stats
to compute the statistics in the ANOVA table.
type
— Type of ANOVA table
"component"
(default)  "summary"
Type of ANOVA table, specified as "component"
or
"summary"
.
Example: "summary"
Data Types: char
 string
sstype
— Type of sum of squares
"three"
(default)  "two"
 "one"
 "hierarchical"
Type of the sum of squares used to perform the ANOVA, specified as
"three"
, "two"
, "one"
, or
"hierarchical"
. The stats
function
ignores sstype
unless the ANOVA type is
"component"
. For a model containing main effects but no
interactions, the value of sstype
influences the computations on
the unbalanced data only.
The sum of squares of a term ($$S{S}_{Term}$$) is defined as the reduction in the sum of squares error (SSE) obtained by adding the term to a model that excludes it. The formula for the sum of squares of a term Term has the form
$$S{S}_{Term}=\underset{SS{E}_{{f}_{excl}}}{\underbrace{{\displaystyle \sum _{i=1}^{n}{({y}_{i}{f}_{excl}({g}_{1},\mathrm{...},{g}_{N}))}^{2}}}}\underset{SS{E}_{{f}_{incl}}}{\underbrace{{\displaystyle \sum _{i=1}^{n}{({y}_{i}{f}_{incl}({g}_{1},\mathrm{...},{g}_{N}))}^{2}}}}$$
where n is the number of observations, $${y}_{i}$$ are the response data, $${g}_{1},\mathrm{...},{g}_{N}$$ are the factors used to perform the ANOVA, $${f}_{excl}$$ is a model that excludes Term, and $${f}_{incl}$$ is a model that includes Term. Both $${f}_{excl}$$ and $${f}_{incl}$$ are specified by SumOfSquaresType
. The variables $$SS{E}_{{f}_{excl}}$$ and $$SS{E}_{{f}_{incl}}$$ are the sum of squares errors for $${f}_{excl}$$ and $${f}_{incl}$$, respectively. You can specify $${f}_{excl}$$ and $${f}_{incl}$$ using one of the options for SumOfSquaresType
described
in the following table.
Option  Type of Sum of Squares 

"three" (default)  $${f}_{incl}$$ is the full ANOVA model specified in the property

"two"  $${f}_{excl}$$ is a model composed of all terms in the ANOVA model
specified in the property 
"one"  $${f}_{excl}$$ is a model composed of all the terms that precede
Term in the ANOVA model specified in the property

"hierarchical"  $${f}_{excl}$$ and $${f}_{incl}$$ are defined as in Type II, except powers of Term are treated as terms that contain Term. 
Example: Component="hierarchical"
Data Types: char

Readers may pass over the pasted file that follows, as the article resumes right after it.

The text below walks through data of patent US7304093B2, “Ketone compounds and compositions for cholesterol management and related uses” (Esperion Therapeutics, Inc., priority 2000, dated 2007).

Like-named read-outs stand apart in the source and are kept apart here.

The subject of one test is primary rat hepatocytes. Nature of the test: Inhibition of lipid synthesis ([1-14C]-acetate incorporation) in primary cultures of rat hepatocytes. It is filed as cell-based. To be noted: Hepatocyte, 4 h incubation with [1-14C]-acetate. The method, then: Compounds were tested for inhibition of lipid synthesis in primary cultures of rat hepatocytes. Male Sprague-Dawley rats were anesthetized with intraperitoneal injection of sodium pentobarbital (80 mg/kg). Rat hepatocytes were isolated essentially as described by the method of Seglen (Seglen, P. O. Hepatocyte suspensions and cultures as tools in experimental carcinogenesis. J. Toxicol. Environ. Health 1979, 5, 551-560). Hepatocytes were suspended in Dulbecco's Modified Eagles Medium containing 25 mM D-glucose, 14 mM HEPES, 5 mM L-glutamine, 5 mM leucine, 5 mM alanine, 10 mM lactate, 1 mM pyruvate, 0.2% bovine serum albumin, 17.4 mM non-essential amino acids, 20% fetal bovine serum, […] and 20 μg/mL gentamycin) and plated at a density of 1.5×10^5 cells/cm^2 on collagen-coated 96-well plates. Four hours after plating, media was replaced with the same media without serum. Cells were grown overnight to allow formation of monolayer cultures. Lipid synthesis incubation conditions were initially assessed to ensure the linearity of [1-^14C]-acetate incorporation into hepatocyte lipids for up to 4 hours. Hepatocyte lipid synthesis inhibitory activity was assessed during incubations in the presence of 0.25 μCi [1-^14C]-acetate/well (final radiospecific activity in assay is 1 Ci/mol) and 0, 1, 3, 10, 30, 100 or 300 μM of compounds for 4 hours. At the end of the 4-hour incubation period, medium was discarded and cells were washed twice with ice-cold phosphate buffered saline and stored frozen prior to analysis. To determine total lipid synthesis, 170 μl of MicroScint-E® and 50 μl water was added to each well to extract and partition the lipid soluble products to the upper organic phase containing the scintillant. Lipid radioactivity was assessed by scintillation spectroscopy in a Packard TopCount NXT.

string
Output Arguments
s
— ANOVA statistics
table
ANOVA statistics, returned as a table.
The contents of s
depend on the ANOVA type specified in
type
.
If
type
is"component"
, thens
contains ANOVA statistics for each variable in the model except the constant (intercept) term. The table includes these columns for each variable:Column Description SumOfSquares
Sum of squares explained by the term and calculated depending on
sstype
.DF
Degrees of freedom
DF
of a numeric variable is 1.DF
of a categorical variable is the number of dummy variables created for the category (number of categories – 1).DF
of an error term is the difference between theDF
of the total and the sum of theDF
for the model terms.DF
of the total isaov.NumObservations
–1.
MeanSquares
Mean squares, defined by
MeanSquares
=SumOfSquares
/DF
.MeanSquares
for the error term is the mean squared error (MSE).F
Fstatistic value to test the null hypothesis that the corresponding coefficient is zero; computed by
F
=MeanSquares
/MSE
.When the null hypothesis is true, the Fstatistic follows the Fdistribution.
pValue
pvalue of the Fstatistic value
If
type
is"summary"
, thens
contains summary statistics of grouped terms for each row. The summary statistics are calculated using Type I sum of squares. The table includes the same columns as"component"
and these rows:Row Description Total
Total statistics
SumOfSquares
— Total sum of squares, which is the sum of the squared deviations of the response around its meanDF
— Sum of degrees of freedom ofRegression
andError
Regression
Statistics for the model as a whole